Supervisors talk coronavirus and budgets

By Heather Michon

Fluvanna County is taking preliminary steps against the coronavirus.

In his report to the Board of Supervisors on Wednesday night (March 4), County Administrator Eric Dahl said there were already talks ongoing between the Virginia Department of Health and local governments. County office buildings will be getting some extra cleaning, and staff was being reminded to follow basic infection control like frequent handwashing, covering coughs, and staying home if they’re sick.

However, Dahl added that if positive cases were discovered in Virginia, “then we’re going to have to start creating more of an actionable plan.”


At a work session after the regular meeting, supervisors heard from Calvin Hickman, director of public works and Aaron Spitzer, head of parks and recreation.

Hickman, who manages 43 county buildings and properties, reminded supervisors that “it takes a lot of money to maintain old buildings,” and costs for materials and services were on the rise. Asked what would happen if he didn’t get the funding, he said they would prioritize critical issues, but all the needed work simply wouldn’t get done.

Spitzer said one of his high-priority projects was fencing for the soccer field at Pleasant Grove, which is continually torn up by dogs, deer, and pedestrians. Fencing will cost about $50,000.

Dahl spoke about the many capital improvement projects (CIPs) on the county’s wish list, from new school buses to major renovations on facilities.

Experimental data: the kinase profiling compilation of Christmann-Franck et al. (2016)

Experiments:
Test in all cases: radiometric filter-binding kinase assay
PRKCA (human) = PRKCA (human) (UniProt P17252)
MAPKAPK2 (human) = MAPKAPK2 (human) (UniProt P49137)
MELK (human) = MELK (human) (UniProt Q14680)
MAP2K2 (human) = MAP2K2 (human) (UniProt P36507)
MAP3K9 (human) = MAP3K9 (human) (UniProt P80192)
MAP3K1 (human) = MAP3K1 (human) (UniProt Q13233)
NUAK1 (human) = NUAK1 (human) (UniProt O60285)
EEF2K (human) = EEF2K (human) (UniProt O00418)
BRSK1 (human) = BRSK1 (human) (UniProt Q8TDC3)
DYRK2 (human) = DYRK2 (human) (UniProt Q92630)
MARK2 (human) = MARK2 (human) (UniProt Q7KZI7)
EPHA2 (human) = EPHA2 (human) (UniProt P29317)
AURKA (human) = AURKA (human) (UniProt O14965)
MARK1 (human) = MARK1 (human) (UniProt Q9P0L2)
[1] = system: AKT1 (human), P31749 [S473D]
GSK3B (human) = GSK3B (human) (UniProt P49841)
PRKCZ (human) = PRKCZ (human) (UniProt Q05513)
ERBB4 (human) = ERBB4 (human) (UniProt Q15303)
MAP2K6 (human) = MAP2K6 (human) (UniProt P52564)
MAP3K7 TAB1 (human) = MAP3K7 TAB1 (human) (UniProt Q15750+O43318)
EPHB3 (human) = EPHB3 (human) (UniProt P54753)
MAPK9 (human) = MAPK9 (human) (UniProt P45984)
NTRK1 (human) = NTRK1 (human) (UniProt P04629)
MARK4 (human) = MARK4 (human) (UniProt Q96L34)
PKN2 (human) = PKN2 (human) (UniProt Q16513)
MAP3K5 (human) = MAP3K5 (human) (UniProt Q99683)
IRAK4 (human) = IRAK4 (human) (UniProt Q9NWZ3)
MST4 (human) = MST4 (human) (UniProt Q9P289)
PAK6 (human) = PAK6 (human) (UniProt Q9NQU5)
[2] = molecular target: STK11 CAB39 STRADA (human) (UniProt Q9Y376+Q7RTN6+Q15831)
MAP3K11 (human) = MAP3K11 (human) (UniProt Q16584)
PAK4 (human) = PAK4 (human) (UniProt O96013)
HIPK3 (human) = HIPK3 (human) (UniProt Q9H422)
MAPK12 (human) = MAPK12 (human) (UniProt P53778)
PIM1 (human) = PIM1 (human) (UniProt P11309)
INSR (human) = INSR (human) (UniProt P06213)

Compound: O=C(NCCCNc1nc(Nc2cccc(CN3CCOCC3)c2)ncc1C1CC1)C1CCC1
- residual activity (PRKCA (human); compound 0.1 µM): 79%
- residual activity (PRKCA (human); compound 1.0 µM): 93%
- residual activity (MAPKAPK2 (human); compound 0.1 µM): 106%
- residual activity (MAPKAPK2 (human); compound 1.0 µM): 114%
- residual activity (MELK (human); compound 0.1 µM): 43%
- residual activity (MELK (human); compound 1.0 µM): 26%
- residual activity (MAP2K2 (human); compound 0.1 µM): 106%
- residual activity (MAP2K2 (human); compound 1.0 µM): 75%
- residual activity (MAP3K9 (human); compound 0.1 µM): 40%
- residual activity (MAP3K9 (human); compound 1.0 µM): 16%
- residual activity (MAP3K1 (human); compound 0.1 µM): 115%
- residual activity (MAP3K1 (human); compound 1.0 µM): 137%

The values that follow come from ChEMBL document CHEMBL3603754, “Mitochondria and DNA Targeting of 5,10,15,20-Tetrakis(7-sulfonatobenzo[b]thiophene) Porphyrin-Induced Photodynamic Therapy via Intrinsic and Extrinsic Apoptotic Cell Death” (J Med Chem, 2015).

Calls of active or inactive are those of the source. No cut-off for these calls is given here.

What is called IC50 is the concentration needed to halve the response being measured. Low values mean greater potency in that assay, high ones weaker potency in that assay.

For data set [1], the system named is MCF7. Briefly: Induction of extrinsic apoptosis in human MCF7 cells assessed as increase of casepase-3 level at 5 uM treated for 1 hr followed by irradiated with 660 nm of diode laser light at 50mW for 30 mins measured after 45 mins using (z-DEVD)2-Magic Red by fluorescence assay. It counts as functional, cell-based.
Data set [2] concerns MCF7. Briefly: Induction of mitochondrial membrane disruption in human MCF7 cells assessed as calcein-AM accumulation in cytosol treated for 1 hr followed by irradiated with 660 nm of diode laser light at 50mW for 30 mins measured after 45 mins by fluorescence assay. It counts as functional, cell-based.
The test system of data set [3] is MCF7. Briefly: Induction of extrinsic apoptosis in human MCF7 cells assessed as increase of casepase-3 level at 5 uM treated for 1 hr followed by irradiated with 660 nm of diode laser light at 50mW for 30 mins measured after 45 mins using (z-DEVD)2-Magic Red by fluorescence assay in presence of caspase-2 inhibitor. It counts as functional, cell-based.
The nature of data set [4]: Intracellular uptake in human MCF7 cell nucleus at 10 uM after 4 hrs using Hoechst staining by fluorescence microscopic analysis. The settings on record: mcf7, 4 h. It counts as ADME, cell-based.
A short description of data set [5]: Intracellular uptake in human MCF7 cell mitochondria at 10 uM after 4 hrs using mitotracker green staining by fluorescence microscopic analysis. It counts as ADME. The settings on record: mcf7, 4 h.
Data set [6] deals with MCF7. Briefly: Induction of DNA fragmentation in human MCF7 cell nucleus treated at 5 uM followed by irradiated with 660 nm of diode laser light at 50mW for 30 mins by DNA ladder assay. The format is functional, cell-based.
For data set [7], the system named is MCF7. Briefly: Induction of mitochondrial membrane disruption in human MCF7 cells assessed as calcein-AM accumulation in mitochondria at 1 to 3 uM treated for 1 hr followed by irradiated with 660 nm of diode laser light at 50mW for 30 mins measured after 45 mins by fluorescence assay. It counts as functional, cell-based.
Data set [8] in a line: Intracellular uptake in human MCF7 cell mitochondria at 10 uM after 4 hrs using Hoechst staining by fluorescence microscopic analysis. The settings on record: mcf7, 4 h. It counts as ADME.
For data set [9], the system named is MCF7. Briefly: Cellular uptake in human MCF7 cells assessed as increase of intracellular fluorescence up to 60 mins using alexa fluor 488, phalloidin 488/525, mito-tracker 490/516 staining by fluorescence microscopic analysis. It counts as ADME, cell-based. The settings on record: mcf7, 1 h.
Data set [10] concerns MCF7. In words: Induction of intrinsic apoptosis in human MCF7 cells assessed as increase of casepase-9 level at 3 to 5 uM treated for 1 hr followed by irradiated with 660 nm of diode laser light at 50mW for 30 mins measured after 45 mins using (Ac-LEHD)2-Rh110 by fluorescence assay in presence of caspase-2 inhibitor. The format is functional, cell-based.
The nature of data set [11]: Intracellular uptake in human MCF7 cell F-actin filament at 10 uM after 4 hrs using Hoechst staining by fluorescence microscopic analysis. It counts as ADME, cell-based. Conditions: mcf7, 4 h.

Supervisor Tony O’Brien (Rivanna) said that with interest rates low and poised to go lower, “if we’re going to borrow money, there’s no better time to borrow money than now.” Dahl agreed that it would be possible develop a package of high-priority projects and secure low-interest debt funding, although he couldn’t say offhand how that might impact the current proposed budget plan.

One area where the county might be able to save money is in health insurance. Human Resources Director Jessica Rice explained that while the county’s current provider, Cigna, was looking at a significant rate increase for 2021, The Local Choice, an Anthem provider, was offering them a package that would result in a 22% decrease over their current rates. More study needs to be done on the potential financial impacts on staffs and their families under the proposed plan.

Funding approved

During the regular meeting, supervisors unanimously approved a $197,000 contract with CenturyLink to install new call handling equipment for the county’s 911 center. This expenditure was anticipated as part of the migration to the new E911 system in 2018.

A supplemental appropriation of up to $150,000 in debt funding for Fork Union Volunteer Fire Company’s Engine 20 was approved 3-1 with Chair Mike Sheridan (Columbia) voting against the measure and Supervisors Tony O’Brien (Rivanna) absent for the first part of the evening.

Funding for the purchase of Engine 20 was approved in November 2019, but the original appropriation did not include equipment to outfit the vehicle.

Public hearings

Supervisors voted 4-0 to approve a public hearing for a rate increase for customers of the Fork Union Sanitary District (FUSD). With almost $200,000 in deferred maintenance projects, under Dahl’s proposal, the current rate of $21 for the first 2,000 gallons of usage would raise to $21.42. The cost for every 1,000 gallons over that would rise from $11 to $11.22.

This would be the first increase for FUSD customers since 2014, but likely won’t be the last. The system currently needs about $200,000 in deferred maintenance and could need an additional $500,000 in the next five to ten years.

The public hearing will be held April 15 at 7 p.m.

Supervisors also approved a public hearing that same night for a budget amendment on the Zion Crossroads water and sewer project.

Management analyst Liz McIver explained that they need to shift $2.7 million from the unassigned fund balance to the project earlier than expected. While the request would simply move money from one fund to another, a public hearing is required under state law.



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